I am trying to make bolognese kosher for my family and struggling. Here is the list of ingredients I hope to find a substitute for:
- Heavy cream
- Parmigiano Reggiano
There are many bolognese variations out there, some which have milk in them, but there are many which do not as well. My understanding is that a traditional bolognese does not have milk, but as always with Italian food what's traditional is what Mama makes. In any case, you can drop the milk products without substituting anything for them. I don't think that adding soya or anything else will give you the same effect.
As for the pork you can replace it with ground beef or turkey, beef has more flavor than turkey but turkey is generally leaner. I make bolognese with a mix of beef and turkey because I find it's less greasy while still flavorful, but that's subjective. Pancetta adds richness, but is not essential.
Some people, myself included, use bacon in a bolognese. If you want a substitute for that there are turkey bacons out there in some places but to be honest the ones I've tried generally haven't been very good substitutes for the real thing. Bacon has fat, salt and smoke flavors (presuming it's smoked), so you could try and substitute any kosher cured and smoked meat sliced into thin strips. You could just leave it out entirely as well.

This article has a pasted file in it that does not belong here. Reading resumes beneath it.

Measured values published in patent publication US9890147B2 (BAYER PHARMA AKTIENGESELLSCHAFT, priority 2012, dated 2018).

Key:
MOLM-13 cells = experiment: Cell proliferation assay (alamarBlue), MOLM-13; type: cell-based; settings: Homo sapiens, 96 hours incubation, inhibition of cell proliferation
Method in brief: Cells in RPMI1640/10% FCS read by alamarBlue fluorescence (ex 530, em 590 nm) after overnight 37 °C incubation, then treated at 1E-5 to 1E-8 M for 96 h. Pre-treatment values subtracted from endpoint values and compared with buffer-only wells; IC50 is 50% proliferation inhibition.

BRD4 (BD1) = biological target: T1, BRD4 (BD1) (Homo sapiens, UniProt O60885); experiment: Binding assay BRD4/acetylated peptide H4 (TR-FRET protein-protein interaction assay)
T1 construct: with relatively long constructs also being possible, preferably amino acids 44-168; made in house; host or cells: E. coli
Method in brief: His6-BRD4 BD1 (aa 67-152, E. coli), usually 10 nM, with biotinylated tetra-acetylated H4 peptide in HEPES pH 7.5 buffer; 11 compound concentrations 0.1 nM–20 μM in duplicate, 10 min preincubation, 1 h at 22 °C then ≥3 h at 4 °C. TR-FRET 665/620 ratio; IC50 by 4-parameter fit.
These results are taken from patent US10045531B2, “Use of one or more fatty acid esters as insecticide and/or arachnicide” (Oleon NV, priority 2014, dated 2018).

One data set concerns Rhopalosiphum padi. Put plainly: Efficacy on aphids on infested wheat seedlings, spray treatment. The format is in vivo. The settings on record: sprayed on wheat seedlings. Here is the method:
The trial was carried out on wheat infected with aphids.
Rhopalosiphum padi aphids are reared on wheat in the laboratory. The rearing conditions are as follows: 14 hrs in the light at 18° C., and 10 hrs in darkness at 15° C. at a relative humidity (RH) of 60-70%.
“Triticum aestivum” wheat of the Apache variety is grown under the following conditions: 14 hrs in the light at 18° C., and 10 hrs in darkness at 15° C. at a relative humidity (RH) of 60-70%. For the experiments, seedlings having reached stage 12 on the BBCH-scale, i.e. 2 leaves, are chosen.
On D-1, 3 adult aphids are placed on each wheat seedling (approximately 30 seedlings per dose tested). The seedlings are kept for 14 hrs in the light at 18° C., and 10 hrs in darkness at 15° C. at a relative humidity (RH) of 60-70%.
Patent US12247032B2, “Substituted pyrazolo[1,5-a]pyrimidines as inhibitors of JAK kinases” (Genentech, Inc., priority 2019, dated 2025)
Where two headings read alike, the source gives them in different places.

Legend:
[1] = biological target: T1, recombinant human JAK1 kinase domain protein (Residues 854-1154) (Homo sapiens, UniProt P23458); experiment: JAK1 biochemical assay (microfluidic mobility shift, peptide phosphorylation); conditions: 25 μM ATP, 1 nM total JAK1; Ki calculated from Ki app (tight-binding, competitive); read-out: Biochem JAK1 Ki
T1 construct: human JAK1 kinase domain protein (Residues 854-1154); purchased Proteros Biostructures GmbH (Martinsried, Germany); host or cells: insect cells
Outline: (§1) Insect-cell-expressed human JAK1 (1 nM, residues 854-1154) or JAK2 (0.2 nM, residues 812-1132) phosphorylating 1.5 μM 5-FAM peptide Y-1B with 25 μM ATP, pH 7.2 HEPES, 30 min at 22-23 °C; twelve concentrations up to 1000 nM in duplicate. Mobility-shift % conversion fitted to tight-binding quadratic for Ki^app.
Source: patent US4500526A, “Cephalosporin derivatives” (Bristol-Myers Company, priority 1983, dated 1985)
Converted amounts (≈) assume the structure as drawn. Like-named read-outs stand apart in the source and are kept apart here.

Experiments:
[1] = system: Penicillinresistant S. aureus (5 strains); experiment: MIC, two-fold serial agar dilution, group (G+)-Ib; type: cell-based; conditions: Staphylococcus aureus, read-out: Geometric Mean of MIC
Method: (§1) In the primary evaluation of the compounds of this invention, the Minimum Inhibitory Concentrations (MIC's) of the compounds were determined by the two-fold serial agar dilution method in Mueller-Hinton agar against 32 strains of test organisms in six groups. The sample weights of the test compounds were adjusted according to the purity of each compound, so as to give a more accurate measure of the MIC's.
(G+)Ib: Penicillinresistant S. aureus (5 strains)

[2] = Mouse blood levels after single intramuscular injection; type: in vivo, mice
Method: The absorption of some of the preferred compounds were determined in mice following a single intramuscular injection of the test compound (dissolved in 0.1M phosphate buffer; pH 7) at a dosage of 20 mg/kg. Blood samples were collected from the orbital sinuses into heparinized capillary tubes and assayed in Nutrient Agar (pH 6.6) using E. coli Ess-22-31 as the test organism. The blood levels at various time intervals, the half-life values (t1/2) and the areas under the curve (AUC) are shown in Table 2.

In the original italian recipe of "Ragù alla bolognese", pork is optional, there is just beef mince simmered with red wine until reduced, some vegetables (carrot, onion and celery), tomato sauce, and absolutely no compulsory dairy products (cheese is added on personal taste when the dish is served).
this one seems perfect, notice:
olive oil or butter
½ glass of milk cream (optional).
When I was growing up, my family had a tradition of having bolognese once a week. We liked putting cheese on top and my mother is vegetarian, so for both of these reasons we used soy "mince".
I don't know how easy it is for you to find but I often see both dried and "fresh" varieties in my supermarket. It's often sold under the name "textured vegetable protein", or TVP.
As long as you're not eating any other meat, you can use as much or as little dairy as you like.